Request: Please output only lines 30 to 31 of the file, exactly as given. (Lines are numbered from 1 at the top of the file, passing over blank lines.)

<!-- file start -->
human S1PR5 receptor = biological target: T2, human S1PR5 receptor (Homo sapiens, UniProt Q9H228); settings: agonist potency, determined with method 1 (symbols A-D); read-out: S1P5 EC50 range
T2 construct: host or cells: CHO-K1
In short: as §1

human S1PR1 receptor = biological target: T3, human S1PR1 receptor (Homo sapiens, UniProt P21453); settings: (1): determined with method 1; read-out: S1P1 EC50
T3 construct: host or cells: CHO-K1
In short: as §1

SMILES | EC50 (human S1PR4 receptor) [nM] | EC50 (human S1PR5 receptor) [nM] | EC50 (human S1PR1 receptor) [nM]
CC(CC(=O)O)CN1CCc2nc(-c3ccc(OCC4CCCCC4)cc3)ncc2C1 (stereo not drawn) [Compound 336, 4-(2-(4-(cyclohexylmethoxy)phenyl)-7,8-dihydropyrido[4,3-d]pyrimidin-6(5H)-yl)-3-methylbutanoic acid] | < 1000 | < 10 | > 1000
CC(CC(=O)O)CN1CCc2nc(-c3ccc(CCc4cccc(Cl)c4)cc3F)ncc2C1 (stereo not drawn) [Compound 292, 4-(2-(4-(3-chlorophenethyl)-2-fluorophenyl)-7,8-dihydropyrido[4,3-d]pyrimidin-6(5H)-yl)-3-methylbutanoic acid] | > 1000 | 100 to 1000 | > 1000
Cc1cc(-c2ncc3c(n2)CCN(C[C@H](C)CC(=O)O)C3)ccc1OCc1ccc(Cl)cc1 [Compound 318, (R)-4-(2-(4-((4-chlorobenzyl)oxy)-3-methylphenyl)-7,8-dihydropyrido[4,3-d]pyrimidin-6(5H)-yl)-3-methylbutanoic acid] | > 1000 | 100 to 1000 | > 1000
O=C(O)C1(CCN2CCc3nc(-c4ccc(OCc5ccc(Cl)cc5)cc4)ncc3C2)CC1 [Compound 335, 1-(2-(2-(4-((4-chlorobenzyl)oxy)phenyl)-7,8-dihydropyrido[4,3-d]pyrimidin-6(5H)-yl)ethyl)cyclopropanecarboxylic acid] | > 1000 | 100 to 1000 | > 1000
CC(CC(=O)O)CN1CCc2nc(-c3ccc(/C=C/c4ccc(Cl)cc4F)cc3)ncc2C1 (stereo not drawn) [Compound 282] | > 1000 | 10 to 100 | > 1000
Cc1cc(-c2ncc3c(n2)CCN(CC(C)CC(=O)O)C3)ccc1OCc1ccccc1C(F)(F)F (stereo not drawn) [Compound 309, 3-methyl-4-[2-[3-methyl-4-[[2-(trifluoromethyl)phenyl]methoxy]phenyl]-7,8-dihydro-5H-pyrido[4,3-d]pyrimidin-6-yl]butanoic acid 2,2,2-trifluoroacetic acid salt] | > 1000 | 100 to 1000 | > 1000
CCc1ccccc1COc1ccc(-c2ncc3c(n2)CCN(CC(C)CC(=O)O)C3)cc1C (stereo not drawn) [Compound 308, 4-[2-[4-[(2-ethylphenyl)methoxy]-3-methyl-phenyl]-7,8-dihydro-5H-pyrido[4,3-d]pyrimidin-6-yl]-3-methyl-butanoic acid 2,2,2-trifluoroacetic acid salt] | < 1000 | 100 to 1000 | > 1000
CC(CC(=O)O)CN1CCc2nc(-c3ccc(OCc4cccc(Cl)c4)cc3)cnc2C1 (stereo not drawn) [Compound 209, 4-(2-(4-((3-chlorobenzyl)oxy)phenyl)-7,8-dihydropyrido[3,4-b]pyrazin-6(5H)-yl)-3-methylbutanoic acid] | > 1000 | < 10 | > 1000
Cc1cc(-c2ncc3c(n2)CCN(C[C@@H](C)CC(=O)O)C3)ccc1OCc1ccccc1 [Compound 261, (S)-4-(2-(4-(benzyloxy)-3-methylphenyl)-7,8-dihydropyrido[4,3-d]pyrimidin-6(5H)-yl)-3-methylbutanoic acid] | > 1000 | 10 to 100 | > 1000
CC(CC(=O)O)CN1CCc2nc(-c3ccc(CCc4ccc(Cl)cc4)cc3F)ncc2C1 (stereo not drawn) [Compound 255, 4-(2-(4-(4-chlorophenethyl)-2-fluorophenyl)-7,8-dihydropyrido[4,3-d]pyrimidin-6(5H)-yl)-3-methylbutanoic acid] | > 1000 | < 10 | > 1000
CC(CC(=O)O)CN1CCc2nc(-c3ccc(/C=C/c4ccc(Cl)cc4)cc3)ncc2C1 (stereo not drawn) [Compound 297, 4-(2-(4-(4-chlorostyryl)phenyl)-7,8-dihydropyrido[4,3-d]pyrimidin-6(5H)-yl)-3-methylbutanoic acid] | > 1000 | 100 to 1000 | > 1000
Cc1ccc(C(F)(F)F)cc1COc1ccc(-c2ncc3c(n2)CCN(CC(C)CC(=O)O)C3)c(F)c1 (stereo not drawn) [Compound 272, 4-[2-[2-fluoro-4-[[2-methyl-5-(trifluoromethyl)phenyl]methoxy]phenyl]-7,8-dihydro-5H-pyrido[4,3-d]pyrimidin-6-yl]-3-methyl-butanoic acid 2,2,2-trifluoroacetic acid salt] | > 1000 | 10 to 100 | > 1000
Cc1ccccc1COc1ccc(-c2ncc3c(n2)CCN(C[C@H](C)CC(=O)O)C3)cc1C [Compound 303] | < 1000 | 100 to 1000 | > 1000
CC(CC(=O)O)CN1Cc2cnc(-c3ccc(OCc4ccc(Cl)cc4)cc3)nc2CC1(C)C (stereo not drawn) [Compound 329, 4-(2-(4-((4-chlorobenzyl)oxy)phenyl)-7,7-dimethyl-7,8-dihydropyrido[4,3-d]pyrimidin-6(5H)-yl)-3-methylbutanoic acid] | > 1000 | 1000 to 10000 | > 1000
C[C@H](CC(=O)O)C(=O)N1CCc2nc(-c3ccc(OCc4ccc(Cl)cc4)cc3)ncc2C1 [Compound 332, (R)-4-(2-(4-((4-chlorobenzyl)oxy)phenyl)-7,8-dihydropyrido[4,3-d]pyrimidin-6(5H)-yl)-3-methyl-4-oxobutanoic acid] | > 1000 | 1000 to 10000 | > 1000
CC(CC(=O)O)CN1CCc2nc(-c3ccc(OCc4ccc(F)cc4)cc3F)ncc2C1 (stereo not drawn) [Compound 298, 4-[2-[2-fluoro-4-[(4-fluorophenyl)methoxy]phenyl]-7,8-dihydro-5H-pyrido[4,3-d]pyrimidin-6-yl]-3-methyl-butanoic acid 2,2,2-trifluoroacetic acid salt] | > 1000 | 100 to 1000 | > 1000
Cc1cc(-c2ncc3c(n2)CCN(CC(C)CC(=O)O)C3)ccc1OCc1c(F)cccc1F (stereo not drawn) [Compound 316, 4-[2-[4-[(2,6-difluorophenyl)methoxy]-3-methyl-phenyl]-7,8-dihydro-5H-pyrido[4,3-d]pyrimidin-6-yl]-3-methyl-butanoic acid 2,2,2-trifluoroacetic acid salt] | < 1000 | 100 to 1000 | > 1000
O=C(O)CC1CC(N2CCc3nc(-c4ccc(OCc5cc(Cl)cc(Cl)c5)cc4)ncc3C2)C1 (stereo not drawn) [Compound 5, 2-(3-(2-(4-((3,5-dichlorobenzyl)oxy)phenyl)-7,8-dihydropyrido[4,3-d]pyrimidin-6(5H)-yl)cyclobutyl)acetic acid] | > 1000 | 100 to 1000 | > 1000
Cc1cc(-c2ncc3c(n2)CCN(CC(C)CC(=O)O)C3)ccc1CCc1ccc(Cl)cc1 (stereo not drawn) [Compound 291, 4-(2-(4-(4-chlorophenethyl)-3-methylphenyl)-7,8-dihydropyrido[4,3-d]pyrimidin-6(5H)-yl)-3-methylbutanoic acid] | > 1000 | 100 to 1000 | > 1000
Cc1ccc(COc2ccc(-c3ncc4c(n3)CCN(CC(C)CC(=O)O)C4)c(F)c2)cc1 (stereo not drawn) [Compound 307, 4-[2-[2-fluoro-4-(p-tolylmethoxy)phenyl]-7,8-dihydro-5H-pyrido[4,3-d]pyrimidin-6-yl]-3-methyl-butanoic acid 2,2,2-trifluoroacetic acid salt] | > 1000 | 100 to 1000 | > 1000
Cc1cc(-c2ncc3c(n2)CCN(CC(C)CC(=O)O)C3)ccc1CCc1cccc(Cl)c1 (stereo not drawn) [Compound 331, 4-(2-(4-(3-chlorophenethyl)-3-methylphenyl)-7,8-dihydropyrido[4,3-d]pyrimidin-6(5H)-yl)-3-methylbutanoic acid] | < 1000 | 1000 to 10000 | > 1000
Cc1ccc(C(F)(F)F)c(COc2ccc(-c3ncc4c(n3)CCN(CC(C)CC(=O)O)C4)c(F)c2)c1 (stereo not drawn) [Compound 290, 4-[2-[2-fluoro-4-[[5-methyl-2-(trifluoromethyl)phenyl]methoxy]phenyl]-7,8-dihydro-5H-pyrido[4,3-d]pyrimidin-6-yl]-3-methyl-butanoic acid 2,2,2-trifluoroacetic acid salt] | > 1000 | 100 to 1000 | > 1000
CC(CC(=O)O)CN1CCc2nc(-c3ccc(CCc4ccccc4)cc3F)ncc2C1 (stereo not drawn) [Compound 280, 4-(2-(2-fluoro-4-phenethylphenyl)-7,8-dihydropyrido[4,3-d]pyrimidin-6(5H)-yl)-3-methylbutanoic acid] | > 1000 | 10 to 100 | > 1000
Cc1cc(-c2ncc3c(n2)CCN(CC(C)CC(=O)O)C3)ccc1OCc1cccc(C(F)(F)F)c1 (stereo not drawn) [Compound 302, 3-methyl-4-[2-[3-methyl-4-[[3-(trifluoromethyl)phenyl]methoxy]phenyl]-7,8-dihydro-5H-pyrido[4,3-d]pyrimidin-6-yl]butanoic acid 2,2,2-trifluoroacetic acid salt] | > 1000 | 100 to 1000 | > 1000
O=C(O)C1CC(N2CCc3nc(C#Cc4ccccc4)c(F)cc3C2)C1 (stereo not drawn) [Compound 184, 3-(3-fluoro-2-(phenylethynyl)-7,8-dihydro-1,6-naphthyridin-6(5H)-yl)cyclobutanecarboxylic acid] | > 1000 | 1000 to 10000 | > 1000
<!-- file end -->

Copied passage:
CC(CC(=O)O)CN1CCc2nc(-c3ccc(CCc4ccccc4)cc3F)ncc2C1 (stereo not drawn) [Compound 280, 4-(2-(2-fluoro-4-phenethylphenyl)-7,8-dihydropyrido[4,3-d]pyrimidin-6(5H)-yl)-3-methylbutanoic acid] | > 1000 | 10 to 100 | > 1000
Cc1cc(-c2ncc3c(n2)CCN(CC(C)CC(=O)O)C3)ccc1OCc1cccc(C(F)(F)F)c1 (stereo not drawn) [Compound 302, 3-methyl-4-[2-[3-methyl-4-[[3-(trifluoromethyl)phenyl]methoxy]phenyl]-7,8-dihydro-5H-pyrido[4,3-d]pyrimidin-6-yl]butanoic acid 2,2,2-trifluoroacetic acid salt] | > 1000 | 100 to 1000 | > 1000